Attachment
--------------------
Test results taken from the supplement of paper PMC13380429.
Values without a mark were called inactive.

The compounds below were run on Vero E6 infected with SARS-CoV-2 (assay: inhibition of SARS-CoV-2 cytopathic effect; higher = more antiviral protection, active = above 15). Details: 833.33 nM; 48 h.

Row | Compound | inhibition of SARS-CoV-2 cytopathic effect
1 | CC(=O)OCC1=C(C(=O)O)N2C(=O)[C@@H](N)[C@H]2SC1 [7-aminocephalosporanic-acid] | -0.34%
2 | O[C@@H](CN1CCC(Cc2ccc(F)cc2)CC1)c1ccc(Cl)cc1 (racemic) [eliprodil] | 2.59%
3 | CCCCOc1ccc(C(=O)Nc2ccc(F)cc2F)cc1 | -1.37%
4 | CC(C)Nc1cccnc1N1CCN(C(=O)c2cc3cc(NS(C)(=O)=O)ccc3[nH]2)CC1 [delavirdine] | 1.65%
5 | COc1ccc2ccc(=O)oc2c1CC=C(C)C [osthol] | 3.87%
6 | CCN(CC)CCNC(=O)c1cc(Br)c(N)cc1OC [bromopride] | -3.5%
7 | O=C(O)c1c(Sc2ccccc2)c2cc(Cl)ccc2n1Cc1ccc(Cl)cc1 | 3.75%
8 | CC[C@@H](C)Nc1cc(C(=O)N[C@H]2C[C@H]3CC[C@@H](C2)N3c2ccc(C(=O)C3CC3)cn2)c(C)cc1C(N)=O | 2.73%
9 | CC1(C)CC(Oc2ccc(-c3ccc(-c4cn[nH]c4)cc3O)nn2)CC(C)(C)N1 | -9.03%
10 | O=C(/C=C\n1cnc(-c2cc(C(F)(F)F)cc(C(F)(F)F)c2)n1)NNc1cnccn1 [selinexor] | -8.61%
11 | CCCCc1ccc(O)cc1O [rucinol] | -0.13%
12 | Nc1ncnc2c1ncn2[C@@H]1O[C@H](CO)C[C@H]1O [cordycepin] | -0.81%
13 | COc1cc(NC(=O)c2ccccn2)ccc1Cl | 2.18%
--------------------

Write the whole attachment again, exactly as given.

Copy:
Test results taken from the supplement of paper PMC13380429.
Values without a mark were called inactive.

The compounds below were run on Vero E6 infected with SARS-CoV-2 (assay: inhibition of SARS-CoV-2 cytopathic effect; higher = more antiviral protection, active = above 15). Details: 833.33 nM; 48 h.

Row | Compound | inhibition of SARS-CoV-2 cytopathic effect
1 | CC(=O)OCC1=C(C(=O)O)N2C(=O)[C@@H](N)[C@H]2SC1 [7-aminocephalosporanic-acid] | -0.34%
2 | O[C@@H](CN1CCC(Cc2ccc(F)cc2)CC1)c1ccc(Cl)cc1 (racemic) [eliprodil] | 2.59%
3 | CCCCOc1ccc(C(=O)Nc2ccc(F)cc2F)cc1 | -1.37%
4 | CC(C)Nc1cccnc1N1CCN(C(=O)c2cc3cc(NS(C)(=O)=O)ccc3[nH]2)CC1 [delavirdine] | 1.65%
5 | COc1ccc2ccc(=O)oc2c1CC=C(C)C [osthol] | 3.87%
6 | CCN(CC)CCNC(=O)c1cc(Br)c(N)cc1OC [bromopride] | -3.5%
7 | O=C(O)c1c(Sc2ccccc2)c2cc(Cl)ccc2n1Cc1ccc(Cl)cc1 | 3.75%
8 | CC[C@@H](C)Nc1cc(C(=O)N[C@H]2C[C@H]3CC[C@@H](C2)N3c2ccc(C(=O)C3CC3)cn2)c(C)cc1C(N)=O | 2.73%
9 | CC1(C)CC(Oc2ccc(-c3ccc(-c4cn[nH]c4)cc3O)nn2)CC(C)(C)N1 | -9.03%
10 | O=C(/C=C\n1cnc(-c2cc(C(F)(F)F)cc(C(F)(F)F)c2)n1)NNc1cnccn1 [selinexor] | -8.61%
11 | CCCCc1ccc(O)cc1O [rucinol] | -0.13%
12 | Nc1ncnc2c1ncn2[C@@H]1O[C@H](CO)C[C@H]1O [cordycepin] | -0.81%
13 | COc1cc(NC(=O)c2ccccn2)ccc1Cl | 2.18%